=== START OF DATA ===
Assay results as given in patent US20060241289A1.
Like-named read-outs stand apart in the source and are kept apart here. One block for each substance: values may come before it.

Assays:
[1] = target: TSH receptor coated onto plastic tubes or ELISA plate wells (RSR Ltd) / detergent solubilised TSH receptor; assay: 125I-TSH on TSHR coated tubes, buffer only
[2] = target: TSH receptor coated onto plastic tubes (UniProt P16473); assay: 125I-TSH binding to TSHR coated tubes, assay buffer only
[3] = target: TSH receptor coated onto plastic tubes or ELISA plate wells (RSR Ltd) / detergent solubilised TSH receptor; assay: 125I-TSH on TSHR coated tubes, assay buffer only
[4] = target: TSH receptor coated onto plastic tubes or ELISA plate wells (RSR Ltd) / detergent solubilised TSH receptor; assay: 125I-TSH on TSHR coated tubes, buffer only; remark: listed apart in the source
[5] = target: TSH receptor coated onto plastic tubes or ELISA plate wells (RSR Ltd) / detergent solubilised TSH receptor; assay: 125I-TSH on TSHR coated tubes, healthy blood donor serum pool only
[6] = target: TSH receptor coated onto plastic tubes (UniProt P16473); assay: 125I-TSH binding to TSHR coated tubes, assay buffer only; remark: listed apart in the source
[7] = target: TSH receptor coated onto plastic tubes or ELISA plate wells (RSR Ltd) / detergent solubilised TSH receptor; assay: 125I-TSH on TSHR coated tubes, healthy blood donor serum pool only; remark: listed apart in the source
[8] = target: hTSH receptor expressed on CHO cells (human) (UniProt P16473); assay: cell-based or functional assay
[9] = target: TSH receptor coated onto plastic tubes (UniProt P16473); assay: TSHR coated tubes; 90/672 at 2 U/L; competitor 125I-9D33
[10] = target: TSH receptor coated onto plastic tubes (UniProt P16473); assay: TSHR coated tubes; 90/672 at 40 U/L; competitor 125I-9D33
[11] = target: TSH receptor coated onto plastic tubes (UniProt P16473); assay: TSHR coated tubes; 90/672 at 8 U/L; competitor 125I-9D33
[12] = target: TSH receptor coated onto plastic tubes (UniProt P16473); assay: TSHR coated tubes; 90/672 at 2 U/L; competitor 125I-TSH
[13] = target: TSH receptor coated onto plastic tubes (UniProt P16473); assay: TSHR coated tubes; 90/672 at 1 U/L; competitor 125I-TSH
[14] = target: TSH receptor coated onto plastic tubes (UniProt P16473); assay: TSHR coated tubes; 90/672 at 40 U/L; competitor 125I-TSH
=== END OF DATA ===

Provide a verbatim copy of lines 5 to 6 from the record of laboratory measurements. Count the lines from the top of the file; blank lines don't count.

[2] = target: TSH receptor coated onto plastic tubes (UniProt P16473); assay: 125I-TSH binding to TSHR coated tubes, assay buffer only
[3] = target: TSH receptor coated onto plastic tubes or ELISA plate wells (RSR Ltd) / detergent solubilised TSH receptor; assay: 125I-TSH on TSHR coated tubes, assay buffer only